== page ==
✈Some answers on the missing Malaysian plane: In 2014, Malaysian passenger flight MH17 was shot down by a Russian-made missile over Ukraine, and almost 300 people on board were killed. Prosecutors are now saying there’s evidence that Putin provided these missiles to Russian-backed separatists. But there’s no evidence that he ordered the plane to be shot down.
💣China’s ICBM missiles: in January, the US Strategic Command’s commander of nuclear forces wrote to the US legislature saying China’s ICBM missiles outnumbered the US’s as of last October, although he didn’t specify how many. The Wall Street Journal first reported the letter.
📦Cocaine in the Pacific: On Wednesday, New Zealand police said they’d found over three tons of cocaine likely headed for Australia in the middle of nowhere in the Pacific Ocean. Apparently, it was dropped there by an international drug organization. This is New Zealand’s biggest drug bust ever.
🐤Turkey’s Twitter is restricted: After its deadly earthquakes, Turkey has restricted access to Twitter, although reports say it’s still possible to access it using a VPN. Turkey has asked Twitter to do more about disinformation on the platform, and it’s criticized some posts about the government’s disaster response.
👨✈️NZ pilot taken hostage in Indonesia: A pilot from New Zealand named Philip Marthens was captured after landing a commercial charter flight at Paro Airport in Indonesia on Tuesday. Separatist fighters in the Papua region are holding him hostage. A search team has been sent out, and it’s unclear what happened to the five other passengers on that flight.
📄Real-life “Succession?” Joseph Safra ran a banking and investment empire called Safra Group before he died in 2020. Now, one of his sons, Alberto Safra, is suing his mother and two brothers to get what he says is his rightful share in New York’s Safra National Bank. He says his family and the bank diluted his 28% share and blocked him from electing his own director.
💼Meta flattening: Many tech companies are transforming how they run things internally, which has so far started a lot of layoffs. But, Meta is now asking many of its managers and directors to take on individual contributor jobs (taking on their own tasks rather than managing others) or leave the company. This is called “flattening.
🚫The EU’s fight against disinformation: On Wednesday, EU foreign affairs chief Josep Borrell said the bloc would launch a new platform to work against disinformation projects (specifically from Russia and China.) The platform will track how info is shaped by foreign parties and coordinate with EU countries and NGOs.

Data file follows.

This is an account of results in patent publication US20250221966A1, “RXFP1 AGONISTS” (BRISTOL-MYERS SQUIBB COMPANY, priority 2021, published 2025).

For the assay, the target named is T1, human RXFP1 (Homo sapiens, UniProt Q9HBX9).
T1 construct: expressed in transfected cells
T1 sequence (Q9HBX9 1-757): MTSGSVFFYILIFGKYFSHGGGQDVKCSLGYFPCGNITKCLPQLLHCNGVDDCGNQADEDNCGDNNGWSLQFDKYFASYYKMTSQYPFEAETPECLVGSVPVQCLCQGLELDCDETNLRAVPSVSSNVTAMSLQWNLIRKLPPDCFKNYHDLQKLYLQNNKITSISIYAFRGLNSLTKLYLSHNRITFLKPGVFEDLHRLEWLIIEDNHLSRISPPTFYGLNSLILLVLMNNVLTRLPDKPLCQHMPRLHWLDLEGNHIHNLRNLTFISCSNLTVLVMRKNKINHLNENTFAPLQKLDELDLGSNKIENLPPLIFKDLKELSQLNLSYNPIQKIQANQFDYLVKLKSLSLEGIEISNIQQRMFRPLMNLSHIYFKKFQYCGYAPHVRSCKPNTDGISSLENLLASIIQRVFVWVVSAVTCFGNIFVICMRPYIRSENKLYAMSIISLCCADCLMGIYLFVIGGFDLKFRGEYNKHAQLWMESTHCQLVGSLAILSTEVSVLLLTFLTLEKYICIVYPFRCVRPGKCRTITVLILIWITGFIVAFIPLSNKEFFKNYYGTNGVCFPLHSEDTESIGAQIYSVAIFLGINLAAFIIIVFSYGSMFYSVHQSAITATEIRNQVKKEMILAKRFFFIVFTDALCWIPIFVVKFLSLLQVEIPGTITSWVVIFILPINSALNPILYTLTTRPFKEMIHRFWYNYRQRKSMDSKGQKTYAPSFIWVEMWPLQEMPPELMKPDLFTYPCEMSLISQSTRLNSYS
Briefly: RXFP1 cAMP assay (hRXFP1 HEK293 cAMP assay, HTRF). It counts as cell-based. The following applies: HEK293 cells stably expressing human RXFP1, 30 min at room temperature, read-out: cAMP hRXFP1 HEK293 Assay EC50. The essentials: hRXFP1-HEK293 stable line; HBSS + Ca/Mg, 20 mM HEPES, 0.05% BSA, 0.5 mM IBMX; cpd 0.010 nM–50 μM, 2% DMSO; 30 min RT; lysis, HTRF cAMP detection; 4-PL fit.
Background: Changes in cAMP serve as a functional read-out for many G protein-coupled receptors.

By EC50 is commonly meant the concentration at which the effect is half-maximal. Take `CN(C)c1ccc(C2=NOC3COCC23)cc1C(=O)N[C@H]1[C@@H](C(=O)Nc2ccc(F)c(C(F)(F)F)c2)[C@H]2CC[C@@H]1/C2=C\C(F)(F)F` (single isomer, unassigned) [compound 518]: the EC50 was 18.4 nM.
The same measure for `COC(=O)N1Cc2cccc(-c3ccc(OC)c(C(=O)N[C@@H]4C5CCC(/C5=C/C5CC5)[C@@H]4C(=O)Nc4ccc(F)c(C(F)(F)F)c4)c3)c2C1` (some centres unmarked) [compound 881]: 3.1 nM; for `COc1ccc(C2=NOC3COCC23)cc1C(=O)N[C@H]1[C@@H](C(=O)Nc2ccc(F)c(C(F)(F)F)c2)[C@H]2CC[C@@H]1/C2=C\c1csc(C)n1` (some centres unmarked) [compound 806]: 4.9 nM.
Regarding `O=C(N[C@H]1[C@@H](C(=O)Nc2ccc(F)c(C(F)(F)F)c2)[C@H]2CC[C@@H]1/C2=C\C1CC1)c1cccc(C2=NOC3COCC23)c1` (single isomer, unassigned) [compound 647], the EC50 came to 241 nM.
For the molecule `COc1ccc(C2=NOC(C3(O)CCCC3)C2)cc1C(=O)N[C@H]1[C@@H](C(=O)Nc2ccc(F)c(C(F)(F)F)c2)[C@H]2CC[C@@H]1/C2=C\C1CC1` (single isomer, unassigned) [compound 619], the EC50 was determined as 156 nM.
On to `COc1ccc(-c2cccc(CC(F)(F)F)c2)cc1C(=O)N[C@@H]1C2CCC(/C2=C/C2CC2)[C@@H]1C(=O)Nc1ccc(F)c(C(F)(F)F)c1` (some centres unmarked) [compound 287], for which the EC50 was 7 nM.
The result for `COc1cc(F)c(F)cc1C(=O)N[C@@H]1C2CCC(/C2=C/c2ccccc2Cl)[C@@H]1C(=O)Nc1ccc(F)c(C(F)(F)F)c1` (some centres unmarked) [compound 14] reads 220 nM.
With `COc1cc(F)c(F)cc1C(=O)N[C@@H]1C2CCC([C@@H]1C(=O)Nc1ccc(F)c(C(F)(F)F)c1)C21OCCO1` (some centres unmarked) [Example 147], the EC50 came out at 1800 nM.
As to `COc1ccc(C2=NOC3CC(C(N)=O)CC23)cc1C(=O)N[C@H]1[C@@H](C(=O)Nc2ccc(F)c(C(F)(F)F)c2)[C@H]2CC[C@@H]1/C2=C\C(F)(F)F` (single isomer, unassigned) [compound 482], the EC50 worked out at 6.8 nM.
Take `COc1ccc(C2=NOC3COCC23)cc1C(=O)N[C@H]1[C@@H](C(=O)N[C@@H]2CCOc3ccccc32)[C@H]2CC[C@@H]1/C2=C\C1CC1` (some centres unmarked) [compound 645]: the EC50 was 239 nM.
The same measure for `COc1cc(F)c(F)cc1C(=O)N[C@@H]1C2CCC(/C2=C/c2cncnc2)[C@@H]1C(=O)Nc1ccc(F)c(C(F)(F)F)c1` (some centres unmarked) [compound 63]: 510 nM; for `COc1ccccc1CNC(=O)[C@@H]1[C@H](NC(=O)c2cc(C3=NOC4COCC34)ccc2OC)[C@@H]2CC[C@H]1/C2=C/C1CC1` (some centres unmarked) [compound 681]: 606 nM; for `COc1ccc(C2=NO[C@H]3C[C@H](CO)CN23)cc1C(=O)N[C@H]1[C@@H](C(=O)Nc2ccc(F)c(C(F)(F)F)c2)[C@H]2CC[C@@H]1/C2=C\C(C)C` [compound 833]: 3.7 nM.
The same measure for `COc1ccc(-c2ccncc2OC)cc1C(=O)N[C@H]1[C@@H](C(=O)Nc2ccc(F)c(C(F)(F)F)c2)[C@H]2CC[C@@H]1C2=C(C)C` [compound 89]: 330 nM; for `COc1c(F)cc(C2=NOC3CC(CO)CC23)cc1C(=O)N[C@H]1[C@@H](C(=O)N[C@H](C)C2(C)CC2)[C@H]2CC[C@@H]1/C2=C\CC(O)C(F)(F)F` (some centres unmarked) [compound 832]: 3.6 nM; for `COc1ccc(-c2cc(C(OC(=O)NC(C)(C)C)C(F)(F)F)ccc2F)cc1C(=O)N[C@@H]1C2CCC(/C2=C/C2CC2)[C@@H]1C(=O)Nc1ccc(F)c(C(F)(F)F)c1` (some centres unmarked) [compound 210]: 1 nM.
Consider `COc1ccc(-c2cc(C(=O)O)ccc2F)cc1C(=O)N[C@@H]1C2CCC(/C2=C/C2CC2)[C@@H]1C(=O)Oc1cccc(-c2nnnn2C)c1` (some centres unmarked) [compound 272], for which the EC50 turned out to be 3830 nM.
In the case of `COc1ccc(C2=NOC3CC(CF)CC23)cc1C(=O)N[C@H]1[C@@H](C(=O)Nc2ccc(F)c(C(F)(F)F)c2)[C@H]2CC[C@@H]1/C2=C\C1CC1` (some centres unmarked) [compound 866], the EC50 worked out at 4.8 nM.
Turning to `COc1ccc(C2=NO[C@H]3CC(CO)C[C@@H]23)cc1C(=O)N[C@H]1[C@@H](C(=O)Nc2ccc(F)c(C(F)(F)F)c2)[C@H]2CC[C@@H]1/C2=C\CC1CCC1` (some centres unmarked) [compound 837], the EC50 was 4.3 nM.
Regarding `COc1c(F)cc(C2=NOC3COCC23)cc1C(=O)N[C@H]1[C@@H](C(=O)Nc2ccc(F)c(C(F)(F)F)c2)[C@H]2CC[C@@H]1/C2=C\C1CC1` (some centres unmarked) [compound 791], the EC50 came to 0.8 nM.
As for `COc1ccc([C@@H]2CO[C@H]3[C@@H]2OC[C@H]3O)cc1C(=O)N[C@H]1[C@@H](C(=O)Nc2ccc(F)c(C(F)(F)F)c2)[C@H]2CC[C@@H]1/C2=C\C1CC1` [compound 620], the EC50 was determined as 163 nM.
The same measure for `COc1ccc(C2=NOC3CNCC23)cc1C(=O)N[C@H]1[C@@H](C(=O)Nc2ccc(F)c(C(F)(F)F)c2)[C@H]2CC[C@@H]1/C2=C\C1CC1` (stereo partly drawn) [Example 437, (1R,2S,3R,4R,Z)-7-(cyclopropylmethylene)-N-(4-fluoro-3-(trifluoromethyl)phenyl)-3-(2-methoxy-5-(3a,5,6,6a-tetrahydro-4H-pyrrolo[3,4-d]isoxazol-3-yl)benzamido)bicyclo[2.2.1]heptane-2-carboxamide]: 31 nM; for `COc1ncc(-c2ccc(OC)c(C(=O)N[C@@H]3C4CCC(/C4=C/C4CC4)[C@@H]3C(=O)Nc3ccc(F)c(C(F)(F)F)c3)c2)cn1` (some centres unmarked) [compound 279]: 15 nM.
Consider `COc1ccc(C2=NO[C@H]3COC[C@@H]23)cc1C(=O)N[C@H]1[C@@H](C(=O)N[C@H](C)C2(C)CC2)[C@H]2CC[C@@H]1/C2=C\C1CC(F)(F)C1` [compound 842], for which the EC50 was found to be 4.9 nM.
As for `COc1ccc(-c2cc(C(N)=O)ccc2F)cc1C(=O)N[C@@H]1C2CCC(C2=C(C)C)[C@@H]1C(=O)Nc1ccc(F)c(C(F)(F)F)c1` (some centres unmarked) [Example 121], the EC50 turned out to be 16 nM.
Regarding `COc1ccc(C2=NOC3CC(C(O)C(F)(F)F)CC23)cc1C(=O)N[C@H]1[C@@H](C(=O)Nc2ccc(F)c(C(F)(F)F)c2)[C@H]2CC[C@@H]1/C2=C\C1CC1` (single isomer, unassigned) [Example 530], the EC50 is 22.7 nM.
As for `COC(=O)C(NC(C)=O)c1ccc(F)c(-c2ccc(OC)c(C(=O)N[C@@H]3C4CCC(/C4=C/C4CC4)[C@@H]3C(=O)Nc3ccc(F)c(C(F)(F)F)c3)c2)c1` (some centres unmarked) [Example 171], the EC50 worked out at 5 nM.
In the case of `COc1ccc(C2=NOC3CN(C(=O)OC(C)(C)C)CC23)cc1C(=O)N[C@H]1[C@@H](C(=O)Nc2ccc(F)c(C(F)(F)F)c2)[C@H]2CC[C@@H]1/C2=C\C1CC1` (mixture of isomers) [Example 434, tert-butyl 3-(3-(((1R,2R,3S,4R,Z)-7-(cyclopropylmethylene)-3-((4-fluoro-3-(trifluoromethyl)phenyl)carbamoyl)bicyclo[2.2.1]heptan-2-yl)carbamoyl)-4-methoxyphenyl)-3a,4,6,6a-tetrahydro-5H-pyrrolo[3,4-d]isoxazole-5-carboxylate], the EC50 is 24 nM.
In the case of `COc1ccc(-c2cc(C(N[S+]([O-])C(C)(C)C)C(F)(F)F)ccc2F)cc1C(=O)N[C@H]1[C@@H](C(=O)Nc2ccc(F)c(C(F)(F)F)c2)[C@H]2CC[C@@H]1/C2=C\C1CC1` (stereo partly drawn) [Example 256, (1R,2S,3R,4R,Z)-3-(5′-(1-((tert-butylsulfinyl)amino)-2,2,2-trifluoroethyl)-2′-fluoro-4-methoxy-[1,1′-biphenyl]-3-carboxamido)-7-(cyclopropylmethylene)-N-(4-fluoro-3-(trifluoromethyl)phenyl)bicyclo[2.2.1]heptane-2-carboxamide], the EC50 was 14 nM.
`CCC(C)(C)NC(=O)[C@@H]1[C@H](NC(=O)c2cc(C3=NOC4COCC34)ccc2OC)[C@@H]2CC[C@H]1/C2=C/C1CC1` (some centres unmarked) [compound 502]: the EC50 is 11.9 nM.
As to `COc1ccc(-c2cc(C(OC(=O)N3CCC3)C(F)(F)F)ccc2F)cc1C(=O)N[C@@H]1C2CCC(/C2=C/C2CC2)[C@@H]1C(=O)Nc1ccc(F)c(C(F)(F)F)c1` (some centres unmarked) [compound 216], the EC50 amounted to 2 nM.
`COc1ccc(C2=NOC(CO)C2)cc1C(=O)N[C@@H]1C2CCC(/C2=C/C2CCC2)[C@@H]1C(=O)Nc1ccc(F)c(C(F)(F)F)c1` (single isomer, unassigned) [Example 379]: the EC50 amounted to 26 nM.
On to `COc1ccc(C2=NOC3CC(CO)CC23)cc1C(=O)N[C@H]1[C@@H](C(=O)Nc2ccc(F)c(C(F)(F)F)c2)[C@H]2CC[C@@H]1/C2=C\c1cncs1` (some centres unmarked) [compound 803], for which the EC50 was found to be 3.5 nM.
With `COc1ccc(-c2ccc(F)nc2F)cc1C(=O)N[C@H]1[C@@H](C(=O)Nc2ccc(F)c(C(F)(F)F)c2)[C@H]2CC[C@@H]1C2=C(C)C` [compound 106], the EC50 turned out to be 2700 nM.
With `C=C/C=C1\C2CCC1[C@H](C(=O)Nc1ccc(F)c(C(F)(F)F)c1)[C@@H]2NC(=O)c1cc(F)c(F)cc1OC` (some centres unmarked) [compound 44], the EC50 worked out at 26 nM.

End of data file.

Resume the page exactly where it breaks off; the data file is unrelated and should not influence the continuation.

🤒Bird flu at mink farms: There’s been news of avian flu sweeping through chicken farms, but now it’s affecting mammals. H5N1, a super spreadable strain of bird flu, started spreading on a mink farm in Spain last October. All the mink were cured, and the sickness didn’t infect any humans. But this could be a sign of the flu’s wider mammal adaption.
💻Search engine AI features: Google launched a “multisearch” feature for mobile devices which allows users to search with text and images at the same time. Microsoft launched its new AI chatbot for Bing, which can be more helpful than standard search results, according to early testers at CNBC.
💊Vitamin D and diabetes: There’s a breakthrough in the fight against type 2 diabetes! An analysis of three trials found that taking a high dose of vitamin D stops high blood sugar levels from leading to the disease. But high vitamin D levels could also lead to kidney stones and other health issues, so people should talk with a doctor before trying out the method.
🏀LeBron breaks scoring record: Legendary basketball star LeBron James just broke Kareem Abdul-Jabbar’s career scoring record of 38,387 points. James broke the 39-year-old record on Tuesday when his team, the Los Angeles Lakers, played the Oklahoma City Thunder. The Lakers lost the game by three points.
👢What’re thoooose?: Brooklyn art collective MSCHF, which is constantly pulling fashion stunts with its projects, just released a pair of boots that have gone viral. Its sub-label, MSCHF Sneakers, came out with bright red and balloon-like boots that kind of remind us of Astro-Boy. Would you buy these US$350 kicks?
Help the earthquake victims in Turkey and Syria
As the death toll is rising and search and rescue teams continue to rescue people from the rubble in Turkey and Syria following two devastating earthquakes, people all over the world are reaching out with donations and aid. Check out the resources below to see how you can help.
Union of Medical Relief and Care Organizations
Written and put together by Joey Fung, Vanessa Wolosz, Shebby Farooq and Christine Dulion